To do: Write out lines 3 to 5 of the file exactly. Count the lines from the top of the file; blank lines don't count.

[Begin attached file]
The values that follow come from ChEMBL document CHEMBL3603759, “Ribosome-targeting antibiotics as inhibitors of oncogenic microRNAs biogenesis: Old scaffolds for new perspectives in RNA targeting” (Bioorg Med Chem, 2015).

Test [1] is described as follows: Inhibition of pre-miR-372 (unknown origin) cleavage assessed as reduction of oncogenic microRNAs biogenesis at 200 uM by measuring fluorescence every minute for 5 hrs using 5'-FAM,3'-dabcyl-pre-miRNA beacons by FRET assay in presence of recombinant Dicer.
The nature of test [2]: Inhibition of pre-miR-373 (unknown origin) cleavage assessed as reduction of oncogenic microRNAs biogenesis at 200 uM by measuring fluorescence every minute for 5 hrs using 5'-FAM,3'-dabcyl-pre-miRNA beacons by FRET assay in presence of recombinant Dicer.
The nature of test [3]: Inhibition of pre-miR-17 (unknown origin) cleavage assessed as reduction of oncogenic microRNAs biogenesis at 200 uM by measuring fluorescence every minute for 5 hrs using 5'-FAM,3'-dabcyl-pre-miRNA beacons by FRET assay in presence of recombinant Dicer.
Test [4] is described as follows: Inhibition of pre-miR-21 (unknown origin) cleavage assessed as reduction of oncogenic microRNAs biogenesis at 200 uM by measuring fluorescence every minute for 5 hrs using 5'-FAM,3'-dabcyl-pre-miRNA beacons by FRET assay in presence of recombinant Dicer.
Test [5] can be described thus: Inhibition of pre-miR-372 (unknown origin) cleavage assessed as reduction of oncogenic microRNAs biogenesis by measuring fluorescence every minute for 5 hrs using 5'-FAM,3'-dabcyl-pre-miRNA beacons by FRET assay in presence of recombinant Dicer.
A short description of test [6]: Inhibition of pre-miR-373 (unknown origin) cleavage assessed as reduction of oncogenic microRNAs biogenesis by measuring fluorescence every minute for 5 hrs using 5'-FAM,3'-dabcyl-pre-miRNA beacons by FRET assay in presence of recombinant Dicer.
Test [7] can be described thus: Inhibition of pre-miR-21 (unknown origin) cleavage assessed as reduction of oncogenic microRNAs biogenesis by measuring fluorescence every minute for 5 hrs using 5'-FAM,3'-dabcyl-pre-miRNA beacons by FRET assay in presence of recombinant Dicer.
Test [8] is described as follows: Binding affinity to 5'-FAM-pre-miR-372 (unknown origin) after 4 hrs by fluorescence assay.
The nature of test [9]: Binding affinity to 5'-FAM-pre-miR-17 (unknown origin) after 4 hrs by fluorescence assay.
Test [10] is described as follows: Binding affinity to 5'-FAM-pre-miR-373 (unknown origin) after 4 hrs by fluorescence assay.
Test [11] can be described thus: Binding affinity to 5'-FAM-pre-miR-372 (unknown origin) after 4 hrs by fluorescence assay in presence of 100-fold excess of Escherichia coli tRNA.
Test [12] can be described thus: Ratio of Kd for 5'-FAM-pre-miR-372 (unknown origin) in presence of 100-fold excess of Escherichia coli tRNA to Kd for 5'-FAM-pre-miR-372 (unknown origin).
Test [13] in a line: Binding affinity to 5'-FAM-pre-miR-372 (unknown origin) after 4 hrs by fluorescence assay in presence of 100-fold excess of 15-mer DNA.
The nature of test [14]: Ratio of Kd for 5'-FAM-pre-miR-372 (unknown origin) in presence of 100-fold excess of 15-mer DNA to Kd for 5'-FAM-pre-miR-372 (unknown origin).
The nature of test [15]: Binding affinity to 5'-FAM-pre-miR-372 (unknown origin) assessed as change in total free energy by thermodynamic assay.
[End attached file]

The nature of test [2]: Inhibition of pre-miR-373 (unknown origin) cleavage assessed as reduction of oncogenic microRNAs biogenesis at 200 uM by measuring fluorescence every minute for 5 hrs using 5'-FAM,3'-dabcyl-pre-miRNA beacons by FRET assay in presence of recombinant Dicer.
The nature of test [3]: Inhibition of pre-miR-17 (unknown origin) cleavage assessed as reduction of oncogenic microRNAs biogenesis at 200 uM by measuring fluorescence every minute for 5 hrs using 5'-FAM,3'-dabcyl-pre-miRNA beacons by FRET assay in presence of recombinant Dicer.
Test [4] is described as follows: Inhibition of pre-miR-21 (unknown origin) cleavage assessed as reduction of oncogenic microRNAs biogenesis at 200 uM by measuring fluorescence every minute for 5 hrs using 5'-FAM,3'-dabcyl-pre-miRNA beacons by FRET assay in presence of recombinant Dicer.